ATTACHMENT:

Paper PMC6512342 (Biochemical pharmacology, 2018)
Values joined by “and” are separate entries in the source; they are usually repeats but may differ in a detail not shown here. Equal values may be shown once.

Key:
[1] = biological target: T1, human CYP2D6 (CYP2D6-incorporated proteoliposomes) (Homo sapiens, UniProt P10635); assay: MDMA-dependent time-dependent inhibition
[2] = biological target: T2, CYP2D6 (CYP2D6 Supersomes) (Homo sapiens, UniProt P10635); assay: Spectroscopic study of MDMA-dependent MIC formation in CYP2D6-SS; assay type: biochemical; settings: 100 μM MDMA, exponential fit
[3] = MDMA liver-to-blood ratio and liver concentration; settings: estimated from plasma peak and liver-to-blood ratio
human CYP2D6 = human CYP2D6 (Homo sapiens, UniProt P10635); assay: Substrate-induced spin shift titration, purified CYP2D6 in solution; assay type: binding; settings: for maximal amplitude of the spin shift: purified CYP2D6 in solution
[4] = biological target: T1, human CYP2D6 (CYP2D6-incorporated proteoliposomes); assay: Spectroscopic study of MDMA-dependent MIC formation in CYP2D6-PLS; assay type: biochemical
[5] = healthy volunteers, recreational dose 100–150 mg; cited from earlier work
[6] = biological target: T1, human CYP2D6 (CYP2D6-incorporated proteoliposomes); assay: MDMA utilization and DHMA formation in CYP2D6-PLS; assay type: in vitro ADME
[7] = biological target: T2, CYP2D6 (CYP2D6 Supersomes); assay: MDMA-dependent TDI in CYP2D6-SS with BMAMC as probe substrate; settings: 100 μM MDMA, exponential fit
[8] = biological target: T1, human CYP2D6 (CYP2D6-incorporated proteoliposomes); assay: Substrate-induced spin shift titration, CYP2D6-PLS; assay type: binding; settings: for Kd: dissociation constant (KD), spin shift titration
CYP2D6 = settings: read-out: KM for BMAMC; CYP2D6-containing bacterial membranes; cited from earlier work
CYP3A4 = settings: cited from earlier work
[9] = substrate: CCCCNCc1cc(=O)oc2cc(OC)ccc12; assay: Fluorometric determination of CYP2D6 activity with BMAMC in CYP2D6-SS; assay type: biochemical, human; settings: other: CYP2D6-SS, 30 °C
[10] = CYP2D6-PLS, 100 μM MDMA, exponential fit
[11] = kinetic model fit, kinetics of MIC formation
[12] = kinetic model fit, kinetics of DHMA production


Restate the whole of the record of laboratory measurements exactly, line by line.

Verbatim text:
Paper PMC6512342 (Biochemical pharmacology, 2018)
Values joined by “and” are separate entries in the source; they are usually repeats but may differ in a detail not shown here. Equal values may be shown once.

Key:
[1] = biological target: T1, human CYP2D6 (CYP2D6-incorporated proteoliposomes) (Homo sapiens, UniProt P10635); assay: MDMA-dependent time-dependent inhibition
[2] = biological target: T2, CYP2D6 (CYP2D6 Supersomes) (Homo sapiens, UniProt P10635); assay: Spectroscopic study of MDMA-dependent MIC formation in CYP2D6-SS; assay type: biochemical; settings: 100 μM MDMA, exponential fit
[3] = MDMA liver-to-blood ratio and liver concentration; settings: estimated from plasma peak and liver-to-blood ratio
human CYP2D6 = human CYP2D6 (Homo sapiens, UniProt P10635); assay: Substrate-induced spin shift titration, purified CYP2D6 in solution; assay type: binding; settings: for maximal amplitude of the spin shift: purified CYP2D6 in solution
[4] = biological target: T1, human CYP2D6 (CYP2D6-incorporated proteoliposomes); assay: Spectroscopic study of MDMA-dependent MIC formation in CYP2D6-PLS; assay type: biochemical
[5] = healthy volunteers, recreational dose 100–150 mg; cited from earlier work
[6] = biological target: T1, human CYP2D6 (CYP2D6-incorporated proteoliposomes); assay: MDMA utilization and DHMA formation in CYP2D6-PLS; assay type: in vitro ADME
[7] = biological target: T2, CYP2D6 (CYP2D6 Supersomes); assay: MDMA-dependent TDI in CYP2D6-SS with BMAMC as probe substrate; settings: 100 μM MDMA, exponential fit
[8] = biological target: T1, human CYP2D6 (CYP2D6-incorporated proteoliposomes); assay: Substrate-induced spin shift titration, CYP2D6-PLS; assay type: binding; settings: for Kd: dissociation constant (KD), spin shift titration
CYP2D6 = settings: read-out: KM for BMAMC; CYP2D6-containing bacterial membranes; cited from earlier work
CYP3A4 = settings: cited from earlier work
[9] = substrate: CCCCNCc1cc(=O)oc2cc(OC)ccc12; assay: Fluorometric determination of CYP2D6 activity with BMAMC in CYP2D6-SS; assay type: biochemical, human; settings: other: CYP2D6-SS, 30 °C
[10] = CYP2D6-PLS, 100 μM MDMA, exponential fit
[11] = kinetic model fit, kinetics of MIC formation
[12] = kinetic model fit, kinetics of DHMA production